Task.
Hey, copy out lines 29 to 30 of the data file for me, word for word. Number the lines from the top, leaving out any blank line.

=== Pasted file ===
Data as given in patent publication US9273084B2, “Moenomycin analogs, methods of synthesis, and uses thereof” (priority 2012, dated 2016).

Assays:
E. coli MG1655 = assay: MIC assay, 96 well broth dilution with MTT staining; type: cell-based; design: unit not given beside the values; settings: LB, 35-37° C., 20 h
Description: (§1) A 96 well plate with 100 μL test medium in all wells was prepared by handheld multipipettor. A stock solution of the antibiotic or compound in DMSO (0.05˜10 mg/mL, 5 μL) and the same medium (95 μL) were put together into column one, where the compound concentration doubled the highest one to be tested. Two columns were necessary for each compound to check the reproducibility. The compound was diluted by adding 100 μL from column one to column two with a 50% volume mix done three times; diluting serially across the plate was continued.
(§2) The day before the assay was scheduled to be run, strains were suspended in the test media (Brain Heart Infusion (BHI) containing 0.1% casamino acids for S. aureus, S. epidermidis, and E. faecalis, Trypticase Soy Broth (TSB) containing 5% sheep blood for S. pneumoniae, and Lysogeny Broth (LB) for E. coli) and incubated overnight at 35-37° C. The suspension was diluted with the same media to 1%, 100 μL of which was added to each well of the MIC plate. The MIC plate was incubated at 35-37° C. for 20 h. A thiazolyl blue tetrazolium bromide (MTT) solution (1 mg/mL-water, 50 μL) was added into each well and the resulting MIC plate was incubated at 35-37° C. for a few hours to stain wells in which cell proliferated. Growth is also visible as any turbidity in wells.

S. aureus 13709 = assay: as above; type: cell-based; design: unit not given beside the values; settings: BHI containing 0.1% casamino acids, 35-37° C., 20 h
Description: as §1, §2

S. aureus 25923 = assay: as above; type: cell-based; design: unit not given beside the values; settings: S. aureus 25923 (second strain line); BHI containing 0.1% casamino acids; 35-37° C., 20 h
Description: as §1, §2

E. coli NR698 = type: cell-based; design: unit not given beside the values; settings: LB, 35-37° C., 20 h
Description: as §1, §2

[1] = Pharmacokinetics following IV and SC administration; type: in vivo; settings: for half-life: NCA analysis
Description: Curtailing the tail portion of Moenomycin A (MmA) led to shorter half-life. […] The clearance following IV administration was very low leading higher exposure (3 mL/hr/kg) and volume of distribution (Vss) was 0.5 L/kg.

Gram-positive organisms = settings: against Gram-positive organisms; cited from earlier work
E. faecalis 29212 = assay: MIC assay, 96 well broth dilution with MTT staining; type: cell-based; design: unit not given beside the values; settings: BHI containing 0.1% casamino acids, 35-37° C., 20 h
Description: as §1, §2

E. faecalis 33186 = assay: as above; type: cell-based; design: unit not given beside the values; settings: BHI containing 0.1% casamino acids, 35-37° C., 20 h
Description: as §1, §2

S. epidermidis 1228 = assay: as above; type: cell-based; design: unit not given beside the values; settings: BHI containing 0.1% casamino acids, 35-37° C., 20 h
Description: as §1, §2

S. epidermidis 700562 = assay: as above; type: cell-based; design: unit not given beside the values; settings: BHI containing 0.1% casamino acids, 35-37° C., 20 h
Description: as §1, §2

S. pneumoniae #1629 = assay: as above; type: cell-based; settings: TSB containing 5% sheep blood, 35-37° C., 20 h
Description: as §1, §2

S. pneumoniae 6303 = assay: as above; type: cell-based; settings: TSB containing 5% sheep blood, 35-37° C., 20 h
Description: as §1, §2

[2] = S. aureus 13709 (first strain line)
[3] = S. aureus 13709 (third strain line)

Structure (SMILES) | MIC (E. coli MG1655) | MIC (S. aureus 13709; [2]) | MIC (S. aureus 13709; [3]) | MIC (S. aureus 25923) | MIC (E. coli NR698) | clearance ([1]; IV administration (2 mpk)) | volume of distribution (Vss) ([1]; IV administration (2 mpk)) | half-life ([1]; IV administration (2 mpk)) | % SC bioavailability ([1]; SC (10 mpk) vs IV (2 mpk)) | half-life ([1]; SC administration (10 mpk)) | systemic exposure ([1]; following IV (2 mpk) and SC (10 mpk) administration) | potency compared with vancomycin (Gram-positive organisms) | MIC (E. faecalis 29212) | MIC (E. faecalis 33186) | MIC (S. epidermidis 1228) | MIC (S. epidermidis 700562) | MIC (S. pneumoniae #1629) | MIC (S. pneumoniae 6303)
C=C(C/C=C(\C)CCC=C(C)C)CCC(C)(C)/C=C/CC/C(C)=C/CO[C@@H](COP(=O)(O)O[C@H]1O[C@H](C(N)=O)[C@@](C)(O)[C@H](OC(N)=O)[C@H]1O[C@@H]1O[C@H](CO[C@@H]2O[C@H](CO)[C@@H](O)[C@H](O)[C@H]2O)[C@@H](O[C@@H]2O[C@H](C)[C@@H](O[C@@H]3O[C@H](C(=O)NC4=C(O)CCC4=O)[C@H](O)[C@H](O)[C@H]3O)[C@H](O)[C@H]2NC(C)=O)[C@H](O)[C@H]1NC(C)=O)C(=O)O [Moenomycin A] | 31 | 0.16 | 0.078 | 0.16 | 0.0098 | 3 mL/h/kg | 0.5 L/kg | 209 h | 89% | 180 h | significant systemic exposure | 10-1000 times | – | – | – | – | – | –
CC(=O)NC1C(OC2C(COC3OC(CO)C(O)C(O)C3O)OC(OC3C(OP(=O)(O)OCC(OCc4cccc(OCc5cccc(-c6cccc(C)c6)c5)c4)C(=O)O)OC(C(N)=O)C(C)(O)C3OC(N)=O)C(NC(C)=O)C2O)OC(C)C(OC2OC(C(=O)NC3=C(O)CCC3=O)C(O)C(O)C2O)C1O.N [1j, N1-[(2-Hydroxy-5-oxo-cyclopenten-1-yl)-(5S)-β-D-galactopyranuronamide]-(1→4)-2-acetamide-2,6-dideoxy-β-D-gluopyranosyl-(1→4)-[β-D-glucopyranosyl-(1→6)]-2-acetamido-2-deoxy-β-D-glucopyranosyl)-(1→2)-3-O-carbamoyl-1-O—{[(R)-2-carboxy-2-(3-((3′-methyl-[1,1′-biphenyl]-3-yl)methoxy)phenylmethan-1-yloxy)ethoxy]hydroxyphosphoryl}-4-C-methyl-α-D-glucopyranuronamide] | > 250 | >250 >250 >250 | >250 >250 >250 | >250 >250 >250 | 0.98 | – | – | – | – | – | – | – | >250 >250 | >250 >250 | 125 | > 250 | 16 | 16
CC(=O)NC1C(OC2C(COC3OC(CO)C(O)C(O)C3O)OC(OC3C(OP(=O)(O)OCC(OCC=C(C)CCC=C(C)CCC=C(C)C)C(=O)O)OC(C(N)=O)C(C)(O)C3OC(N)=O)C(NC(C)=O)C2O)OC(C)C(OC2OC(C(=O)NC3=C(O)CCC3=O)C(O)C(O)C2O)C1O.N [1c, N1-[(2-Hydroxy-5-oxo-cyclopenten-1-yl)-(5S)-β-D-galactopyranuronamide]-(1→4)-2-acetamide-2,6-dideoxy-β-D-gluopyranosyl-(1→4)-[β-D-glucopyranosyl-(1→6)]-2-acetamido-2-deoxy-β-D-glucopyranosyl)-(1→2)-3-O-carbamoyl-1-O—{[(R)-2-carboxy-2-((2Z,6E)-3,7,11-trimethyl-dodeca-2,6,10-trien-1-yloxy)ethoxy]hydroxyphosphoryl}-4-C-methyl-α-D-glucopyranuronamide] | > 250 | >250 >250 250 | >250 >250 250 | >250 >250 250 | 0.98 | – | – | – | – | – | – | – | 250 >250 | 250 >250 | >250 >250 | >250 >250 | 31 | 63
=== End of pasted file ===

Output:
Structure (SMILES) | MIC (E. coli MG1655) | MIC (S. aureus 13709; [2]) | MIC (S. aureus 13709; [3]) | MIC (S. aureus 25923) | MIC (E. coli NR698) | clearance ([1]; IV administration (2 mpk)) | volume of distribution (Vss) ([1]; IV administration (2 mpk)) | half-life ([1]; IV administration (2 mpk)) | % SC bioavailability ([1]; SC (10 mpk) vs IV (2 mpk)) | half-life ([1]; SC administration (10 mpk)) | systemic exposure ([1]; following IV (2 mpk) and SC (10 mpk) administration) | potency compared with vancomycin (Gram-positive organisms) | MIC (E. faecalis 29212) | MIC (E. faecalis 33186) | MIC (S. epidermidis 1228) | MIC (S. epidermidis 700562) | MIC (S. pneumoniae #1629) | MIC (S. pneumoniae 6303)
C=C(C/C=C(\C)CCC=C(C)C)CCC(C)(C)/C=C/CC/C(C)=C/CO[C@@H](COP(=O)(O)O[C@H]1O[C@H](C(N)=O)[C@@](C)(O)[C@H](OC(N)=O)[C@H]1O[C@@H]1O[C@H](CO[C@@H]2O[C@H](CO)[C@@H](O)[C@H](O)[C@H]2O)[C@@H](O[C@@H]2O[C@H](C)[C@@H](O[C@@H]3O[C@H](C(=O)NC4=C(O)CCC4=O)[C@H](O)[C@H](O)[C@H]3O)[C@H](O)[C@H]2NC(C)=O)[C@H](O)[C@H]1NC(C)=O)C(=O)O [Moenomycin A] | 31 | 0.16 | 0.078 | 0.16 | 0.0098 | 3 mL/h/kg | 0.5 L/kg | 209 h | 89% | 180 h | significant systemic exposure | 10-1000 times | – | – | – | – | – | –